Census under-reporting in Auckland

This will probably be brushed under the carpet, but I suspect Auckland will have a slightly higher incidence of under-reporting than other parts of NZ. Aucklanders tend to move around more than other parts of NZ and have the most internal and external (overseas) migration, meaning that there is not a habit of filling in a census form. They are not enjoyable and if you are not being nagged, as you cannot be easily tacked down, then you can see why people don’t do this. At a banking function last night there were five bankers admitting that they and their families didn’t complete the last Census. These aren’t as well followed up and are under-recorded in Auckland with people moving around, using work addresses/parents addresses/old addresses to make things harder so the less sophisticated Census collectors. One issue here is how to record how many (tens of) thousands of Aucklanders didn’t fill out their census forms? That is a hard statistic to record.

Interest Rates at 31 July 2015

Lender Floating 1 year 2 years 3 years 4 years 5 years
ANZ 6.24% 4.89% 4.99% 5.59% 5.75% 5.79%
ASB 6.50% 4.69% 4.89% 4.99% 5.55% 5.65%
BNZ 6.24% 5.19% 4.69% 5.25% 5.65% 5.75%
HSBC 6.60% 4.49% 4.49% 4.49% 5.29% 5.29%
Kiwibank 6.15% 5.09% 4.99% 5.39% 5.75% 5.60%
Westpac 6.15% 5.39% 4.69% 5.59% 5.75% 5.79%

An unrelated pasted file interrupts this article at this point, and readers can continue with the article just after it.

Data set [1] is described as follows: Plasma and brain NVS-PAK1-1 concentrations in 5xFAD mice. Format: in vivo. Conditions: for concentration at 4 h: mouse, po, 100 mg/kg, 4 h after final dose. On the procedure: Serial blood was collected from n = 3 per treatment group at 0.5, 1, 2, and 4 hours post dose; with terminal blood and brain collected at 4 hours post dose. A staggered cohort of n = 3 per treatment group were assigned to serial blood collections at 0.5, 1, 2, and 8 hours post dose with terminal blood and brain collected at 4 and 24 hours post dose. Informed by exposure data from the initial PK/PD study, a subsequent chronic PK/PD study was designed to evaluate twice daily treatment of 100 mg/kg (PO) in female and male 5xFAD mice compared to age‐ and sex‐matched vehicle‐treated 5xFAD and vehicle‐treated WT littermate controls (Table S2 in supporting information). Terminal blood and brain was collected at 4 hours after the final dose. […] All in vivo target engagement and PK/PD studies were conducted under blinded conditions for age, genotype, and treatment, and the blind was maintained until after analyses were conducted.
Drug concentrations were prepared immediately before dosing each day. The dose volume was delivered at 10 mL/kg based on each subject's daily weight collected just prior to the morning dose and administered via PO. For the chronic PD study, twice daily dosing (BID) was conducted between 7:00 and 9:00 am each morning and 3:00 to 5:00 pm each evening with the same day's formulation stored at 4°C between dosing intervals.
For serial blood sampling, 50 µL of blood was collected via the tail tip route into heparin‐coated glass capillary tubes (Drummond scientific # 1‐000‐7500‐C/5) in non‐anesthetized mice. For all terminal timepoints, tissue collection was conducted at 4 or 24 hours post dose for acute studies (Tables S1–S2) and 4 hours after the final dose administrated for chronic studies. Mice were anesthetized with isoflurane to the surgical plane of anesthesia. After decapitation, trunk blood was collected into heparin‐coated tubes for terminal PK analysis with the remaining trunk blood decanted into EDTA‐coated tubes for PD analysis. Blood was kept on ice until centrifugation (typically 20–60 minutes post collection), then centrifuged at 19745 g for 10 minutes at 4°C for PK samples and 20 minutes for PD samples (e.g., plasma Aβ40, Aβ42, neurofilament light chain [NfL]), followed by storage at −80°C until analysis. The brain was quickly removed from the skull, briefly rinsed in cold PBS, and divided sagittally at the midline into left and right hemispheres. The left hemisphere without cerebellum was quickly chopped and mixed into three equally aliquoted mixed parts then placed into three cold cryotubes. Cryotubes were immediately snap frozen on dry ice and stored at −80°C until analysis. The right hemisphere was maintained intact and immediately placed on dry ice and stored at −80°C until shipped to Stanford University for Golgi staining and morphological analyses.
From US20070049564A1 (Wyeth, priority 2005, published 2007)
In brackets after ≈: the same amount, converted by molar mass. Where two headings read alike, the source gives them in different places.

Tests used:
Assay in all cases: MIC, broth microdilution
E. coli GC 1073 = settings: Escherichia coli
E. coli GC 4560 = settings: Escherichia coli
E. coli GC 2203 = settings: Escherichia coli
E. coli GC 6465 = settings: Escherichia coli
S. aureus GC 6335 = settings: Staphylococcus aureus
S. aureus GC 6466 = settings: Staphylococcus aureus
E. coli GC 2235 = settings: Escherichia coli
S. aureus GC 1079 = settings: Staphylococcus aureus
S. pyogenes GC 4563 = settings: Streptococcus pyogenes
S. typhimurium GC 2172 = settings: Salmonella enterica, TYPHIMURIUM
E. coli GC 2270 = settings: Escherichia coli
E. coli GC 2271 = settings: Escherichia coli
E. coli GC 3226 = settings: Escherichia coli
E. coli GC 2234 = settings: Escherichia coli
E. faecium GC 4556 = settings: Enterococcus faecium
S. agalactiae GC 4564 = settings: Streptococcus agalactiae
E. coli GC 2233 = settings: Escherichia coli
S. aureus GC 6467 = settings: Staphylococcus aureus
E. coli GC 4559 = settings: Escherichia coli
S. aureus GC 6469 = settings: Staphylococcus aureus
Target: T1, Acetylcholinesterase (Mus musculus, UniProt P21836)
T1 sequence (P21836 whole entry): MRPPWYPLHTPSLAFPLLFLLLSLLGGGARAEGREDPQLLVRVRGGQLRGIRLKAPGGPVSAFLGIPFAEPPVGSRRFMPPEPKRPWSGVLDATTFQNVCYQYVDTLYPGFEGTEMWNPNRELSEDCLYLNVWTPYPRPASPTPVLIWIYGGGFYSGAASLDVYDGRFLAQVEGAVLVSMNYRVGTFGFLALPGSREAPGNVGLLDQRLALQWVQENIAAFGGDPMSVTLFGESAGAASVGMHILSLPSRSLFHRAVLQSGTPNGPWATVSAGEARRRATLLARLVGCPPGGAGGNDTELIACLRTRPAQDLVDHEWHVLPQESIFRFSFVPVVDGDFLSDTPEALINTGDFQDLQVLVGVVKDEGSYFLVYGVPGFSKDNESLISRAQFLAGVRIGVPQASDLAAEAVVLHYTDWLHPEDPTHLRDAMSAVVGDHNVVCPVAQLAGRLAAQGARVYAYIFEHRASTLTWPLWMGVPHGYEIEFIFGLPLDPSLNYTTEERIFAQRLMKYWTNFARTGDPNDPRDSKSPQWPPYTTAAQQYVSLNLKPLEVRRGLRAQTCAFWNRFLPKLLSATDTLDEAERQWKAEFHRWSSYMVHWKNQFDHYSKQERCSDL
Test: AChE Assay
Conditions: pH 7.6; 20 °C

Average 6.31% 4.96% 4.79% 5.22% 5.62% 5.65%
Swap Rates ^ 3.00% 2.89% 2.89% 2.96% 3.05% 3.17%
Interest Margin 3.31% 2.07% 1.90% 2.26% 2.57% 2.48%

^ the Official Cash Rate (OCR) has been used for the floating rate, and then the interest/swap rates have been taken as at 12 noon today.


We have added HSBC to this table and shown the HSBC Premier’s rates.  They are the clear market leaders on carded price. For every bank listed above that has a special or multiple products, then I show the lowest rate for that time period.

Sydney Median House Prices pass A$1 million

If you think Auckland’s house prices are high, have a thought for our neighbour’s just 2,150 km or two hours in time behind us. Australia’s largest city Sydney has a median house price of A$1,000,616. This represents an equivalent median house price of NZ$1,108,000.

The low interest rates have helped – they are lower than ours. In addition Sydney has very strong internal and external migration.